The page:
Why do degrees of freedom matter?

I work with Generalised Linear Models and we use use tests such as chi squared test and the AIC test to compare how good models are. These tests are a tradeoff between how good the model fits and how many degrees of freedom (i.e. number of observations less number of parameters) remain.

However, i was wondering what is the theoretical validation with wanting high degrees of freedom (or conversely wanting a low number of parameters)?



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The principle is that we want our model to provide an accurate, but parsimonious description of the data. As the number of parameters in the model approaches the number of data points, the model will be better able to accurately fit any arbitrarily complex dataset, but the tradeoff is that the model is also less and less parsimonious. In the limit where there are just as many parameter as data points, all the model has really done is provide a verbatim redescription of the dataset, so that it's really not clear if we've learned anything. In practical terms, when the ratio of parameters to data points becomes too high, the generalization error of the model (i.e., the ability of the model to predict data points not found in the original data set from which parameters were estimated) suffers.


Fortran must die
While adding more variables does eat up degrees of freedom, parsimoney is not really tied to that directly. It is based on the conceptual argument that as you add variables understanding what you get from the data becomes ever more difficult. Therefore you always want to have the fewest variables in your model that adequately explains it.
Thanks Jake,

So would I be correct in saying that:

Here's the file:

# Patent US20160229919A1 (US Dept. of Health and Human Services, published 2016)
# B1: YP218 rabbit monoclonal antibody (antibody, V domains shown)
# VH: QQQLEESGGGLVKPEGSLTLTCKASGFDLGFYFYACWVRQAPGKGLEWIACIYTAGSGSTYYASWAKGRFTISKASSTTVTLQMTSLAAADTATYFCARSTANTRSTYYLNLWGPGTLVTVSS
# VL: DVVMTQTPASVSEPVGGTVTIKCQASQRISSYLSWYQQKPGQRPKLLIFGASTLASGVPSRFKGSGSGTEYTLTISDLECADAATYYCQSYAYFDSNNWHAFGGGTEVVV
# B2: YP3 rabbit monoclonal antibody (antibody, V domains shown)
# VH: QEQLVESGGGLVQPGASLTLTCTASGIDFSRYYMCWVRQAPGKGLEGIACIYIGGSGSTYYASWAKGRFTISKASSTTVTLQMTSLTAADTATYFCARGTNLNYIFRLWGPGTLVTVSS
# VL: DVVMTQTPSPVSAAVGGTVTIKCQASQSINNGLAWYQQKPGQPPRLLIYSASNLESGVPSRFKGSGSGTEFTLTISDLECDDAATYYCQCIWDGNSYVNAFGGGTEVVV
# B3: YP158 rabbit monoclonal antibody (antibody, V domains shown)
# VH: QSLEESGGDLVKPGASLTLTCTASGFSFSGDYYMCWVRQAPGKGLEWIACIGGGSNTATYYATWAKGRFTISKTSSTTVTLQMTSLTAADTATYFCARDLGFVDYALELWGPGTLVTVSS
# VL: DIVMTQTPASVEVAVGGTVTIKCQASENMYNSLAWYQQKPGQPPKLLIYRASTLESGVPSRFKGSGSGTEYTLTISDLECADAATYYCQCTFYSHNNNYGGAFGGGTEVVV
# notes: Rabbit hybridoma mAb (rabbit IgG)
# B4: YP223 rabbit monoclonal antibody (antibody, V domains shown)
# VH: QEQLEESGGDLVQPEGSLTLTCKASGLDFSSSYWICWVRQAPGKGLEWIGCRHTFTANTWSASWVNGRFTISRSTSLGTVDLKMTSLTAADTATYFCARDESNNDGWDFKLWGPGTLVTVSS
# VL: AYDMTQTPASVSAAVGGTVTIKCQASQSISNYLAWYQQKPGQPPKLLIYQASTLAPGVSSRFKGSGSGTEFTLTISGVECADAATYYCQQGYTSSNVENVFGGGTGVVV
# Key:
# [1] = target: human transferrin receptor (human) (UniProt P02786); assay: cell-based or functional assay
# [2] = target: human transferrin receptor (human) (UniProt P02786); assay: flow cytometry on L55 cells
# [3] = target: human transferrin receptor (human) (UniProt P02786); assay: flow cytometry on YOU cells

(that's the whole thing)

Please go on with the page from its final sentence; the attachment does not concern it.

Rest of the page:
We are interested in maximising Degrees of Freedom because this minimises the 'Generalization error' and 'Type 1 error' for the model. This is due to more parsimonious models having a smaller standard error, and so being more likely to predict for out of sample data.
Hi Noetsi,

I'm a bit confused by your use of the word 'adequate'. We need to find the best/most predictive models, and we always are forced to choose between better fitting models with more parameters and weaking fitting ones with less parameters. In such, we need to justify why we are rejecting these better fitting models, as you can virtually always improve the fit by adding another parameter.


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We need to find the best/most predictive models,
Note that adding parameters doesn't necessarily improve the predictive power of the model. It will always give you a better fit to the data you have at hand but whether it helps you predict out of sample data is something that needs to be considered as well.


Fortran must die
There are two ways to look at this issue, the justification for parsimoney (I actually used the word I had seen used). One is that there is a trade off between increased explanation of variance (with more a "better" model) and complexity. In theory you could add every variable that actually contributed to a phenomenon to a model. And you would explain all the variance - so you would have the "best" model. But you would end up with a model with virtually no analytical usefulness - because it was too complex to actually be used given the large number of variables in the model. In science sometimes simplicity is better even if you lose some explanatory value as a result.

Another approach to parsimoney, and I think this is the one you are using, is that if two models have approximately the same predictive power than you chose the one with fewer variables. Commonly you do a chi square difference test between a more complex model (which has more variables) and a less complex one. Only if the result of the test is statistically signficant do you chose the more complex model.